bugmenot
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Thanks. Good responses.

All the ebike related sites say get smooth tires esp. ones with max high end psi's like 70+. This is to have minimal rolling resistance.
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Old 06-25-07, 06:26 PM   #7
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When you have extra watts to help out, I would value traction and handling more than the lowest rolling resistance, which is a small part of the total resistance beyond pedaling speeds.
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Old 06-27-07, 06:52 PM   #8
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After all, this is an ebike and rolling resistance shouldn't be a huge issue, right?
Actually, rolling resistance is a *huge* issue for battery-electric vehicles... because of the tiny (compared to a gas tank) amount of energy EVs have to work with. This is no diff than any higher-end pedal bike, where someone used to a "clunker" hops on and realizes how much easier the high-end machine is to pedal... Low rolling resistance, aerodynamics, and lowest friction is all mechanical systems actually *consume* the thoughts of EVers...

tks

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Old 06-27-07, 07:02 PM   #9
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Originally Posted by Lock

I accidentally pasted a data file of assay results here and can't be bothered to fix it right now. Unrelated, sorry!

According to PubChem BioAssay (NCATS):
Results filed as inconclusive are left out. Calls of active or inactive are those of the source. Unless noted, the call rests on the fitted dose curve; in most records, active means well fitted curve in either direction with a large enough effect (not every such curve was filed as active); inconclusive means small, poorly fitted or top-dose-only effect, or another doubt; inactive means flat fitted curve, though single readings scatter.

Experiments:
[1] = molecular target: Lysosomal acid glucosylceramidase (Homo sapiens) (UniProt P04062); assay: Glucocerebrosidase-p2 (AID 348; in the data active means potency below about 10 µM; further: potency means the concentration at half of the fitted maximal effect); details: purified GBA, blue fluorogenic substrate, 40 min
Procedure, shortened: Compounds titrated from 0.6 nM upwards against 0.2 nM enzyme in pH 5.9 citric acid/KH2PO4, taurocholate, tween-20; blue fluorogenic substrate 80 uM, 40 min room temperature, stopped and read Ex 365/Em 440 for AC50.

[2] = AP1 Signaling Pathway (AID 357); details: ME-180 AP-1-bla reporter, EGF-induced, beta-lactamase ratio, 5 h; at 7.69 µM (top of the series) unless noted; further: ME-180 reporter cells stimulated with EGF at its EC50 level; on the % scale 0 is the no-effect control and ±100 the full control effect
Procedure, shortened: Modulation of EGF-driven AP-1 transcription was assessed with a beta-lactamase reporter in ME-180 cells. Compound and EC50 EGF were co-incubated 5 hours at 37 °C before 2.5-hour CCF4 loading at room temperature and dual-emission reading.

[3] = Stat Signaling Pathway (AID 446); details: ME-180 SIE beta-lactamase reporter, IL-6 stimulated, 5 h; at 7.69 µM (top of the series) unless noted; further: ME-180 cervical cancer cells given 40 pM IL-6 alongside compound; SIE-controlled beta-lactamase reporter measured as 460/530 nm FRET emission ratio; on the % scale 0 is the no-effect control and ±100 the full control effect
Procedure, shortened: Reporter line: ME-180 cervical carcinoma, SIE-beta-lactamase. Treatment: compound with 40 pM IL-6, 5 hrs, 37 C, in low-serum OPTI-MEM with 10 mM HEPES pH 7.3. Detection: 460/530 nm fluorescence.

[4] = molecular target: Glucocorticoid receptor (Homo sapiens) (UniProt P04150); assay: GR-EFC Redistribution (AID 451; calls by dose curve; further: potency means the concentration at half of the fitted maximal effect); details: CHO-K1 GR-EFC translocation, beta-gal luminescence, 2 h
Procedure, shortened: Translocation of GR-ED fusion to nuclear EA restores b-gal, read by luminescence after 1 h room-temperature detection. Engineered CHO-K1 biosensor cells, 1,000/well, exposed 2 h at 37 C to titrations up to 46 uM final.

Actually, rolling resistance is a *huge* issue for battery-electric vehicles... because of the tiny (compared to a gas tank) amount of energy EVs have to work with. This is no diff than any higher-end pedal bike, where someone used to a "clunker" hops on and realizes how much easier the high-end machine is to pedal... Low rolling resistance, aerodynamics, and lowest friction is all mechanical systems actually *consume* the thoughts of EVers...

tks

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http://www.sheldonbrown.com/tires.html

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The higher the air pressure, the less the tire will deflect.
The trade-off with this is that if you pump the tire up too hard, you lose the benefits of pneumatic tires: the ride becomes excessively harsh, and traction will be reduced. In addition, extremely high pressures require a stronger (heavier) fabric and stronger (heavier) rim flanges.

Rolling resistance does decrease theoretically with any increase in pressure, but with modern, high-quality tires the rolling resistance at correct inflation pressure is already so low that the infinitesimal reductions gained are more than outweighed by the trade-offs.

An overinflated tire will have slightly less rolling resistance.
An overinflated tire is more prone to damage from sharp rocks and similar road hazards.
An overinflated tire will give a harsh ride on anything but the smoothest pavement.
An overinflated tire can bounce on surface roughnesses. This can cause dangerous interruptions in traction, particularly if it happens during cornering.